to understand Singapore, you’ve got to start off with an improbable story. It should not exist
But exist we did and not only that, this little improbable island nation has succeeded beyond anyone’s wildest imaginations. To achieve that we have paid a price. The price of continued success is that we no longer know failure.
An entire generation is bought up thinking that we can do no wrong. We have been conditioned to believe that any form of failure is unacceptable, and that the sky will fall if and when we do fail.
Yet that is furthest from the truth. Failure is a good teacher. It is a character builder. And more importantly, to have never failed means we have not tried hard enough to reach far enough. To have never failed indicates that we have never ventured beyond our comfort zone or that we have never dreamt big. To have never failed means that we would never have a perspective for our successes.
My two little kids will be the ones writing the Singapore story in time to come. I wish them blazing successes in life. Yet I also hope that society and they themselves can find space for their failures.
3. I wish for more tolerance (and even celebration!) for all the differences within our ranks.
In the very first speech he made in Parliament, Opposition Member of Parliament Chen Show Mao quoted from the very man he defeated to win his seat, ex-PAP MP and Foreign Minister George Yeo. (who in turn recalled this story from his encounter with a Roman Catholic Cardinal.) (Full speech here).
The Cardinal had prepared a paper in which he wrote ‘and even though we are different because we speak different languages, we are one’. The late Pope John Paul the Second corrected him to say that the converse is true. ‘Because we are different, hence we are one’, he suggested. George Yeo spoke of how profound and beautiful he found it.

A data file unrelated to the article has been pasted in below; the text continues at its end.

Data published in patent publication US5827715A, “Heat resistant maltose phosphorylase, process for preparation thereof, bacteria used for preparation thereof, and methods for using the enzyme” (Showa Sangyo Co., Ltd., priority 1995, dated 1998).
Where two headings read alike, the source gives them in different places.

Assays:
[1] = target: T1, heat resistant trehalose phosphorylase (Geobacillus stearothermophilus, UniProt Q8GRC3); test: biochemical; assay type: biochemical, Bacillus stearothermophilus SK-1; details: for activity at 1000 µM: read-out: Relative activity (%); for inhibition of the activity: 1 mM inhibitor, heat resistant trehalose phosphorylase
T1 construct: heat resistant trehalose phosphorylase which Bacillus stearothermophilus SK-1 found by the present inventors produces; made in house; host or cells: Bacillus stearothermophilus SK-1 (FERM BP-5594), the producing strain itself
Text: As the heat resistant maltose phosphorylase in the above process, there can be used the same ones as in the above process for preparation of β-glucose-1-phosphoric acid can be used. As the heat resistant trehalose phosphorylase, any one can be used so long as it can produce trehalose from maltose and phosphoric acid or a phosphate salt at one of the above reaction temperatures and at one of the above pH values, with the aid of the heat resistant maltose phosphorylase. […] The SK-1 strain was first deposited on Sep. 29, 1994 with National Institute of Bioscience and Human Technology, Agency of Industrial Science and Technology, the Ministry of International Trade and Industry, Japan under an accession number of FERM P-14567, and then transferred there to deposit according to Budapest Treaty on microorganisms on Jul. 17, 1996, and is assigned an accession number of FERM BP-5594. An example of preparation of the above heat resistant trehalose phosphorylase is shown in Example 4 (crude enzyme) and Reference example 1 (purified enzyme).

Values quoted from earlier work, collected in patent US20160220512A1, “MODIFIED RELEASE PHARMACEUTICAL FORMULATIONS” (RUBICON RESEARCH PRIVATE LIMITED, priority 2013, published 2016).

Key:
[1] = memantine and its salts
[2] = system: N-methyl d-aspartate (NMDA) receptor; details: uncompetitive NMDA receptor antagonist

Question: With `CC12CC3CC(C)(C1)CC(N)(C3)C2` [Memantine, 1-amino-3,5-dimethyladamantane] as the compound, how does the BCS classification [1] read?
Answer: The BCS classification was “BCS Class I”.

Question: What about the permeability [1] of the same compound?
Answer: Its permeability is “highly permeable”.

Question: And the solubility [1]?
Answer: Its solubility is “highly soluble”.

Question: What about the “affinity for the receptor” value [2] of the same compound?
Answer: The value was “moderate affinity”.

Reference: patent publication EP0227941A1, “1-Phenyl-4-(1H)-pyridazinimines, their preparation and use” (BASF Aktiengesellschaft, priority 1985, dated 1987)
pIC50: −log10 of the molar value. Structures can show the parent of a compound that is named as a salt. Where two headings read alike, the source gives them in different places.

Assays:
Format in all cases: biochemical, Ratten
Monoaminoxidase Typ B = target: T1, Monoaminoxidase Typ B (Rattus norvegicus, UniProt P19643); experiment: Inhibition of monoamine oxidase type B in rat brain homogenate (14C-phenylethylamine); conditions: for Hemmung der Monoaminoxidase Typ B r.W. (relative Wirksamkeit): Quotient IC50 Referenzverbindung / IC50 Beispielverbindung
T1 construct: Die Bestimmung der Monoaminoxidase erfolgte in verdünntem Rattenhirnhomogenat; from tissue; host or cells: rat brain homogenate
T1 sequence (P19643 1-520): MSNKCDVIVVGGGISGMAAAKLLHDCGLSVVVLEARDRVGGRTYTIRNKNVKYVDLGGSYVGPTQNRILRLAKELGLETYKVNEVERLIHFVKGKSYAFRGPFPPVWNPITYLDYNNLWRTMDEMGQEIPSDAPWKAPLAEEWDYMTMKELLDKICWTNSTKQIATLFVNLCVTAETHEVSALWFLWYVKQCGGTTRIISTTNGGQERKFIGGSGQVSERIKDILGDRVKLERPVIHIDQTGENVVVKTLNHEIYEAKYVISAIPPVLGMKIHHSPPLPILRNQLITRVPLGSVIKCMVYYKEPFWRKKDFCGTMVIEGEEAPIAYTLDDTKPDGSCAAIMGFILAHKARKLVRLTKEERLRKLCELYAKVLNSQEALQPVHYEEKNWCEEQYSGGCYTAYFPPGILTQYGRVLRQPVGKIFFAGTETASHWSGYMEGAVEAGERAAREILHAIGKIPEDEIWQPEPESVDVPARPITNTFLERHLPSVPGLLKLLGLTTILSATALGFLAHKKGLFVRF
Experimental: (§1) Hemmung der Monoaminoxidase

To be a human being is to be different. The whole logic and driving force of biological life is diversification. An imposed unity is a false unity; it’s a contradiction in terms. To me, that is a core position, and Singapore is an expression of that core position.
We live in an increasingly diversified society, one that has been subjected to a huge population influx in the recent years. This injection has strained our human eco system to the very max.
BigFatPurse is apolitical, and this is not the forum to discuss whether our population policies are sound or justified. I simply want to highlight the fact that people are inherently different. We all have different worldviews, upbringing, different motivations. We have different preferences, fears and aspirations. For Singapore to grow, we need space to foster and allow these differences to flourish.
I wish that every single person in this country, from the people running it to the man in the street, can be as wise as Messers Chen and Yeo in understanding this axiom. Unity cannot be imposed. Real unity must be nurtured and cultivated. Only then will we be able to move forward as a nation.
Happy 49th Birthday Singapore!